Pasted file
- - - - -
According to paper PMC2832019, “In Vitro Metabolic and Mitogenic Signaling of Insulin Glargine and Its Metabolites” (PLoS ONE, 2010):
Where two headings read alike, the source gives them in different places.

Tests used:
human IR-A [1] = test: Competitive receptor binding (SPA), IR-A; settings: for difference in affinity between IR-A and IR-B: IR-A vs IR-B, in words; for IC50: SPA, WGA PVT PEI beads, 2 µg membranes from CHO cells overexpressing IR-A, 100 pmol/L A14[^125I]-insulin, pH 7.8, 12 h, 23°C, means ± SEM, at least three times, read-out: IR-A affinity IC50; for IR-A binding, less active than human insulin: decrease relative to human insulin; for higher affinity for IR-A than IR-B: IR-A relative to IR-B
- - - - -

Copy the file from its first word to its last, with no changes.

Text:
According to paper PMC2832019, “In Vitro Metabolic and Mitogenic Signaling of Insulin Glargine and Its Metabolites” (PLoS ONE, 2010):
Where two headings read alike, the source gives them in different places.

Tests used:
human IR-A [1] = test: Competitive receptor binding (SPA), IR-A; settings: for difference in affinity between IR-A and IR-B: IR-A vs IR-B, in words; for IC50: SPA, WGA PVT PEI beads, 2 µg membranes from CHO cells overexpressing IR-A, 100 pmol/L A14[^125I]-insulin, pH 7.8, 12 h, 23°C, means ± SEM, at least three times, read-out: IR-A affinity IC50; for IR-A binding, less active than human insulin: decrease relative to human insulin; for higher affinity for IR-A than IR-B: IR-A relative to IR-B